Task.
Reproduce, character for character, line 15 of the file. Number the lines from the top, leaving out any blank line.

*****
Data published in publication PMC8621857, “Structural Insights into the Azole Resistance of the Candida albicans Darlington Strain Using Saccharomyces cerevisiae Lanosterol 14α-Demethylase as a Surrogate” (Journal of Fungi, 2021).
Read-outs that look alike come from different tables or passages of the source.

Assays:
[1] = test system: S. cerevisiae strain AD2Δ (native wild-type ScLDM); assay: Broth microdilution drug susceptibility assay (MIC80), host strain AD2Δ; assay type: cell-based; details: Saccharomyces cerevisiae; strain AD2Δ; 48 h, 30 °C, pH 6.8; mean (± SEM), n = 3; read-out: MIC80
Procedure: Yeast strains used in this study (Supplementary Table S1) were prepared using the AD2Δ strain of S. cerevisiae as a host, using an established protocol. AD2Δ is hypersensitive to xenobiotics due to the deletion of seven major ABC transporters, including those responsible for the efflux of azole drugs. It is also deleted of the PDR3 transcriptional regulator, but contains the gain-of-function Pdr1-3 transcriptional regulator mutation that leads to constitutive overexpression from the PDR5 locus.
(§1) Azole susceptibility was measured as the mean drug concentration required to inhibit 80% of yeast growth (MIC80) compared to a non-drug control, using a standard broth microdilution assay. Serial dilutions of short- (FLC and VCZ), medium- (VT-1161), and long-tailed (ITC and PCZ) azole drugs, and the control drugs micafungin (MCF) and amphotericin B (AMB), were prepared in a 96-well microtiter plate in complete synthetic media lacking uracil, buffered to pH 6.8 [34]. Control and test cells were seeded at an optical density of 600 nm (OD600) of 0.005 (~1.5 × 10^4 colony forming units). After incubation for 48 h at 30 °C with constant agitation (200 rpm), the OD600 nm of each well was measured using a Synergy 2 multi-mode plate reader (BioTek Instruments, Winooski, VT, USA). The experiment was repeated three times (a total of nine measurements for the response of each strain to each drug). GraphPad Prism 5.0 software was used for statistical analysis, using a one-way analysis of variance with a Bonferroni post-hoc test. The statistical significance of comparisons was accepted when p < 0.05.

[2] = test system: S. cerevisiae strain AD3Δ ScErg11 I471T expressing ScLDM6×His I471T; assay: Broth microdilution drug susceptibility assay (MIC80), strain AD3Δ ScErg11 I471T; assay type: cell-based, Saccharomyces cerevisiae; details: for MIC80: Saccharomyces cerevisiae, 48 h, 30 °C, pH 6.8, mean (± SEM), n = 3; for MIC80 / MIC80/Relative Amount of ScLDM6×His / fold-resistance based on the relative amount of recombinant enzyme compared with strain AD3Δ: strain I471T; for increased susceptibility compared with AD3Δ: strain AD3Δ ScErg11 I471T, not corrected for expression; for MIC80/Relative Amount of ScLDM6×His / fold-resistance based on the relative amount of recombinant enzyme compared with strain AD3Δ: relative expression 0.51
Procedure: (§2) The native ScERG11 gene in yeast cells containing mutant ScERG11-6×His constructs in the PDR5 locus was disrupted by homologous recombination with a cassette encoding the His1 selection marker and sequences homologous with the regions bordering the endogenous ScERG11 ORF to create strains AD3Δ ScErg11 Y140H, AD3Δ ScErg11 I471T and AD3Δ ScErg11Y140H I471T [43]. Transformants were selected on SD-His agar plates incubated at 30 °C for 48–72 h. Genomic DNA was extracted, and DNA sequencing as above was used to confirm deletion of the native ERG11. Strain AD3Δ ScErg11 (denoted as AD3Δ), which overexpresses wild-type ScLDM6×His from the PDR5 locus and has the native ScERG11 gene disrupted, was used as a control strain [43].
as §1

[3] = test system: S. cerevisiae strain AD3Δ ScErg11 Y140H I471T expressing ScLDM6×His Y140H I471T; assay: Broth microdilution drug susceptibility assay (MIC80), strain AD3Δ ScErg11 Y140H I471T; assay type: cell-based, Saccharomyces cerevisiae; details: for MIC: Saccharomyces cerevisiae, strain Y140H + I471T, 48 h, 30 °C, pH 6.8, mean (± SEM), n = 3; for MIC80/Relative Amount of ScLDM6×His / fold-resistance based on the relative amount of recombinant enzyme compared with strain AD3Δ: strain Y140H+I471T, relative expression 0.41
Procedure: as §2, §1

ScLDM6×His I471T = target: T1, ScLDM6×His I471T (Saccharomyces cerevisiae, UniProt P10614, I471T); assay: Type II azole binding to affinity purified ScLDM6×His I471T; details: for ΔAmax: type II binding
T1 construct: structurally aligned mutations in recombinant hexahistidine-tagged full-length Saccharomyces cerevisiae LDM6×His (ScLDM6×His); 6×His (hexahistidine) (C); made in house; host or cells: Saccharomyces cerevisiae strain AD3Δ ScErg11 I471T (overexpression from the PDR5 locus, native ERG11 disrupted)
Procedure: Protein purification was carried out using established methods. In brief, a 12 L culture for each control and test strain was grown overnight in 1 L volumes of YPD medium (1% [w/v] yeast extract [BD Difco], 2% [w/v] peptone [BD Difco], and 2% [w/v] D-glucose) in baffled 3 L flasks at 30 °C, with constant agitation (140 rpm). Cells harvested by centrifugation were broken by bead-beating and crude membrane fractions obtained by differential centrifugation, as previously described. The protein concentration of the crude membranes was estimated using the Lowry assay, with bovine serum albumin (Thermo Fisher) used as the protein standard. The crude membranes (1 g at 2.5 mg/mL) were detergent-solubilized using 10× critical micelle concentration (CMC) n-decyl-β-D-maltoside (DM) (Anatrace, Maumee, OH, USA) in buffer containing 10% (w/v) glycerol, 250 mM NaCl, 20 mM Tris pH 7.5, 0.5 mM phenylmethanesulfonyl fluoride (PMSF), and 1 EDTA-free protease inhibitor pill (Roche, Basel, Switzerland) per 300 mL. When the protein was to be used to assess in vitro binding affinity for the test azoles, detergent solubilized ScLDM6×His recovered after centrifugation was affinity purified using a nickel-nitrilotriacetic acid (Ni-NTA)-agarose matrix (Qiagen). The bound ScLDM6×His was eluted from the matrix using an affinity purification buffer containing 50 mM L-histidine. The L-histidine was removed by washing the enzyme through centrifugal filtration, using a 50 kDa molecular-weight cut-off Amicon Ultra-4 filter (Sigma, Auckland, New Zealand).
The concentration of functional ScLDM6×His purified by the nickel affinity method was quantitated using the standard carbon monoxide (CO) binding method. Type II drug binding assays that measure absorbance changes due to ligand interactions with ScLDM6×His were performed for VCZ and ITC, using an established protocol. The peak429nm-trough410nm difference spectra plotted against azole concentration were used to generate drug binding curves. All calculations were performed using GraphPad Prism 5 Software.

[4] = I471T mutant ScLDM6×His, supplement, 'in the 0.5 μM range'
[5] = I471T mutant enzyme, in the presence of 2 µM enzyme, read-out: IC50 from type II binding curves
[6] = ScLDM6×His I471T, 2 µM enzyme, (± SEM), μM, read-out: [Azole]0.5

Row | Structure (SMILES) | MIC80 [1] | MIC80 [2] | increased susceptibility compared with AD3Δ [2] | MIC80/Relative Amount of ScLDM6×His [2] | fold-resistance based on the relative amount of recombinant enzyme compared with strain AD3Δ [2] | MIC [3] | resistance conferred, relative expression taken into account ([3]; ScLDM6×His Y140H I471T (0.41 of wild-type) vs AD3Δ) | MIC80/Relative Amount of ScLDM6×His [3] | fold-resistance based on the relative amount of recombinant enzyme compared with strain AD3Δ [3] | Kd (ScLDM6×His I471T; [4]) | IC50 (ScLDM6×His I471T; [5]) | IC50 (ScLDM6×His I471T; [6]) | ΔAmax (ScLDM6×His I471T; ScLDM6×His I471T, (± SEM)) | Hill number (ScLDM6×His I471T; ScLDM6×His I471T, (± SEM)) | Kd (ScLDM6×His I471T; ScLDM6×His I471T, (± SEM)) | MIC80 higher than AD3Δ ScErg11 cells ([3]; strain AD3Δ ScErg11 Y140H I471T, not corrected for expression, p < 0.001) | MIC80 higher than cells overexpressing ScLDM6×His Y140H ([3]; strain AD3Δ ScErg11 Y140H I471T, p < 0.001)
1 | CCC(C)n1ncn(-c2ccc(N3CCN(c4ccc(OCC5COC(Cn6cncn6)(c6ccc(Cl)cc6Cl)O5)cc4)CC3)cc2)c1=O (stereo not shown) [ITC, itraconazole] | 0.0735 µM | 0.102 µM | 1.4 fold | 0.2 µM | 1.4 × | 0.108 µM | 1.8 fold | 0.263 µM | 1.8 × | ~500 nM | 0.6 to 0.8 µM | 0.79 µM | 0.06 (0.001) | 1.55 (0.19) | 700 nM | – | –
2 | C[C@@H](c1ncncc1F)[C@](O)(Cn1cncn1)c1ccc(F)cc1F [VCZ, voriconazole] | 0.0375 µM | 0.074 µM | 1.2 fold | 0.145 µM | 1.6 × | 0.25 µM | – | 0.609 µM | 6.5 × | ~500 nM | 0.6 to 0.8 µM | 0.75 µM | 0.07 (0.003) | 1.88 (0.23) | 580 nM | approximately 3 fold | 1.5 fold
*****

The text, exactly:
The concentration of functional ScLDM6×His purified by the nickel affinity method was quantitated using the standard carbon monoxide (CO) binding method. Type II drug binding assays that measure absorbance changes due to ligand interactions with ScLDM6×His were performed for VCZ and ITC, using an established protocol. The peak429nm-trough410nm difference spectra plotted against azole concentration were used to generate drug binding curves. All calculations were performed using GraphPad Prism 5 Software.